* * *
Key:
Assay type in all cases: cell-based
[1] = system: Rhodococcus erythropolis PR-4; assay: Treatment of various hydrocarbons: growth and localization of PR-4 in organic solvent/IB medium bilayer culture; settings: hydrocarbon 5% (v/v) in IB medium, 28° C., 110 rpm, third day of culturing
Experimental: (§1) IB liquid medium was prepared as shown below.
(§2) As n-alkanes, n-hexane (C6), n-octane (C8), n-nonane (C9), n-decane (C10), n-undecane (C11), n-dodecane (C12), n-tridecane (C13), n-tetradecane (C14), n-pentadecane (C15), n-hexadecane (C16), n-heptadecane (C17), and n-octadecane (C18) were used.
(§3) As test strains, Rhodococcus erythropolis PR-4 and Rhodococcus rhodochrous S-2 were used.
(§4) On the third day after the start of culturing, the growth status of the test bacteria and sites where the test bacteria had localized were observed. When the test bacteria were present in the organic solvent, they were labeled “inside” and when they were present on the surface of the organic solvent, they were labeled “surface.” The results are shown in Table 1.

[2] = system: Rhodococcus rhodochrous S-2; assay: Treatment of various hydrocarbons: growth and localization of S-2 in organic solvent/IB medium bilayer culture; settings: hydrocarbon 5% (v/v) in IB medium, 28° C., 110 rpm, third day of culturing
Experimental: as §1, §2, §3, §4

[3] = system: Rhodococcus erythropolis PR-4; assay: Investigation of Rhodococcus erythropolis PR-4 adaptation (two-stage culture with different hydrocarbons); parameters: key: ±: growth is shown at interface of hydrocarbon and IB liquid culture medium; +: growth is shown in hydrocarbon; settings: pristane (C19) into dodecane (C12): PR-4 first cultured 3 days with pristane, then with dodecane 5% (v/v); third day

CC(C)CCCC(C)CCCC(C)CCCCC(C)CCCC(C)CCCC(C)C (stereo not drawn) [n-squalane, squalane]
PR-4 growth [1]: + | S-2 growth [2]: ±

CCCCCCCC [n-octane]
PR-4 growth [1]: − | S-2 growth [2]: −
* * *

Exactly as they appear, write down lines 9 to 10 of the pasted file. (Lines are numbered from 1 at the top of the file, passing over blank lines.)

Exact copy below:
Experimental: as §1, §2, §3, §4

[3] = system: Rhodococcus erythropolis PR-4; assay: Investigation of Rhodococcus erythropolis PR-4 adaptation (two-stage culture with different hydrocarbons); parameters: key: ±: growth is shown at interface of hydrocarbon and IB liquid culture medium; +: growth is shown in hydrocarbon; settings: pristane (C19) into dodecane (C12): PR-4 first cultured 3 days with pristane, then with dodecane 5% (v/v); third day